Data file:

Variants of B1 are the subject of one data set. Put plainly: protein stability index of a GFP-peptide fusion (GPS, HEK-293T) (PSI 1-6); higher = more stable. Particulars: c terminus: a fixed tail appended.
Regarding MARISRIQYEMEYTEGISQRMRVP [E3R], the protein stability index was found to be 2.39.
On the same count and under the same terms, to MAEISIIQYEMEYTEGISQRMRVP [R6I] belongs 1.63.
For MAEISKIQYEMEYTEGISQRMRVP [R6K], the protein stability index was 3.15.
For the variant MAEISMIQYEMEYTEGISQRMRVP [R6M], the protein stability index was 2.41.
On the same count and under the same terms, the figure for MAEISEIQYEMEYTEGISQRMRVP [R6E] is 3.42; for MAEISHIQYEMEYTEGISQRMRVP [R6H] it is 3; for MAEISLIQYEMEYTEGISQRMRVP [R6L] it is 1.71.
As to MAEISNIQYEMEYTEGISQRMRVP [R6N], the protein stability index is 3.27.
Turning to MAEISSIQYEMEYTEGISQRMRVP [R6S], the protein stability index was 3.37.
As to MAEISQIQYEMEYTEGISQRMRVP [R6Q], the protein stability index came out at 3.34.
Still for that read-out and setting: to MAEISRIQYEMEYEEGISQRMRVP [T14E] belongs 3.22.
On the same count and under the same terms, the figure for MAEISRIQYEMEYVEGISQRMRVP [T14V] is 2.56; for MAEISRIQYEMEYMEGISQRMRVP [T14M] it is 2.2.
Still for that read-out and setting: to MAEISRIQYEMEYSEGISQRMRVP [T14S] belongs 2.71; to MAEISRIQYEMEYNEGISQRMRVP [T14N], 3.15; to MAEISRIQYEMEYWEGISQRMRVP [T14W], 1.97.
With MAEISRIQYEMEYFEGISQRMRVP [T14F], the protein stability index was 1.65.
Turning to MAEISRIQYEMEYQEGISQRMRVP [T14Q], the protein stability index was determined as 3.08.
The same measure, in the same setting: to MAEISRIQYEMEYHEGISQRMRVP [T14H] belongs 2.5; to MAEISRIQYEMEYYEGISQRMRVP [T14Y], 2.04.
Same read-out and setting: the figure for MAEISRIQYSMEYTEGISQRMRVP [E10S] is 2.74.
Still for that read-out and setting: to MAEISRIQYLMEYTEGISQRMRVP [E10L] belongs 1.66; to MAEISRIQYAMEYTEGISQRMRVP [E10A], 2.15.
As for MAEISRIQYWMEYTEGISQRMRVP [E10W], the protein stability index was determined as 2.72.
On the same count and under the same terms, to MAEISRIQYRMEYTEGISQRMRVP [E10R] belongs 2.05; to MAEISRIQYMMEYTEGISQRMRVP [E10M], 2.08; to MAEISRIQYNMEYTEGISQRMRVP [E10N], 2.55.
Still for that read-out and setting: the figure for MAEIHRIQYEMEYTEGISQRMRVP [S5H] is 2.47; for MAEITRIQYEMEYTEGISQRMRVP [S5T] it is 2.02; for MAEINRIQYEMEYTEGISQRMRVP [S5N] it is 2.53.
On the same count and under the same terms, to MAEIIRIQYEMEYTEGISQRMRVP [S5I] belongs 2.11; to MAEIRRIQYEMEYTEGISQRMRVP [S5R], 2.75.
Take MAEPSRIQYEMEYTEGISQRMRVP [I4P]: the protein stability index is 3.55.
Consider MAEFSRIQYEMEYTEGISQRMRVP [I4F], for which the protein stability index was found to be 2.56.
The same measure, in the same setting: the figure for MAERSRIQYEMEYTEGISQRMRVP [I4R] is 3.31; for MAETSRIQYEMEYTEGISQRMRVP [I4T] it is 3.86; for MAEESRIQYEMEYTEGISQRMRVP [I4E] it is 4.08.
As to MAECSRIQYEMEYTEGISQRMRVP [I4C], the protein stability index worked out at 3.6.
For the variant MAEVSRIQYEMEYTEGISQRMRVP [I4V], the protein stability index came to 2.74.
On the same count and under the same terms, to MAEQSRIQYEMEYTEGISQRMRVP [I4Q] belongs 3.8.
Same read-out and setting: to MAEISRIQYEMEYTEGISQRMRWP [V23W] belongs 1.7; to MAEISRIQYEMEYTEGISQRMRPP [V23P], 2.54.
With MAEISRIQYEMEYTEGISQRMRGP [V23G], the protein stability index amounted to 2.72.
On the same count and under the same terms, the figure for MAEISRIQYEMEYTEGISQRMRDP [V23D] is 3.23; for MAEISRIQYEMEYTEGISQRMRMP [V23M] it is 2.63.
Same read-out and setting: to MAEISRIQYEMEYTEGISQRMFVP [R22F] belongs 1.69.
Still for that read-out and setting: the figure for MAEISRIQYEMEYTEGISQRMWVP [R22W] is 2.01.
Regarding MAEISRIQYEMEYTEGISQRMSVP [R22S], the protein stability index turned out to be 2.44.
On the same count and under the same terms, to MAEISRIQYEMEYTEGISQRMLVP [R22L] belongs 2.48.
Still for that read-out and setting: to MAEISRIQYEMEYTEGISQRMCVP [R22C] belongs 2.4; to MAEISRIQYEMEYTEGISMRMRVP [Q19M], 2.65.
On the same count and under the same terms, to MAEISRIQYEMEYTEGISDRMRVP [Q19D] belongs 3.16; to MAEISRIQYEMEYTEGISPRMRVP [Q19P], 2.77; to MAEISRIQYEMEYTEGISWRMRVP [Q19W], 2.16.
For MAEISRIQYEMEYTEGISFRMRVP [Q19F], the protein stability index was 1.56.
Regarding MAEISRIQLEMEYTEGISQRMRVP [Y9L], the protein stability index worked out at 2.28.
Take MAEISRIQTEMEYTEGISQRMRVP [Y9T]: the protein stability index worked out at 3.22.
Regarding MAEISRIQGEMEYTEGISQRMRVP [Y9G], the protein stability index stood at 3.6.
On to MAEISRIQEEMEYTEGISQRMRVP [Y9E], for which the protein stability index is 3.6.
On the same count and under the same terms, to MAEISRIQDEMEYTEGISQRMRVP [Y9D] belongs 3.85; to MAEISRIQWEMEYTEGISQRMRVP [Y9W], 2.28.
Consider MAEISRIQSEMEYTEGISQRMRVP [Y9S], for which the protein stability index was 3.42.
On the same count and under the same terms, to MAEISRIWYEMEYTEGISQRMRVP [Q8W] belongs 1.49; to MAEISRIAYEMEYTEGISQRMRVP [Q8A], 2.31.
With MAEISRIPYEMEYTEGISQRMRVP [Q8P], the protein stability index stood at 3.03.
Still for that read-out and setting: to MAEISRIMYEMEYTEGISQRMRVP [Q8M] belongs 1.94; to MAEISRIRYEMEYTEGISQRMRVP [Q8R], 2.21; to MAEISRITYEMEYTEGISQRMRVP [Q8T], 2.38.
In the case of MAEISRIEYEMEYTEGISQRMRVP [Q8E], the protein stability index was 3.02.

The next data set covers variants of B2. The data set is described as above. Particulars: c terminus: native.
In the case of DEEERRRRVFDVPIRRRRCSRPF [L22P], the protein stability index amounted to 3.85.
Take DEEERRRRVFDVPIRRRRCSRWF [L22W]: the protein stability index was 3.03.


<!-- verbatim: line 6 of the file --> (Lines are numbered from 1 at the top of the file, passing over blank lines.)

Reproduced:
On the same count and under the same terms, the figure for MAEISEIQYEMEYTEGISQRMRVP [R6E] is 3.42; for MAEISHIQYEMEYTEGISQRMRVP [R6H] it is 3; for MAEISLIQYEMEYTEGISQRMRVP [R6L] it is 1.71.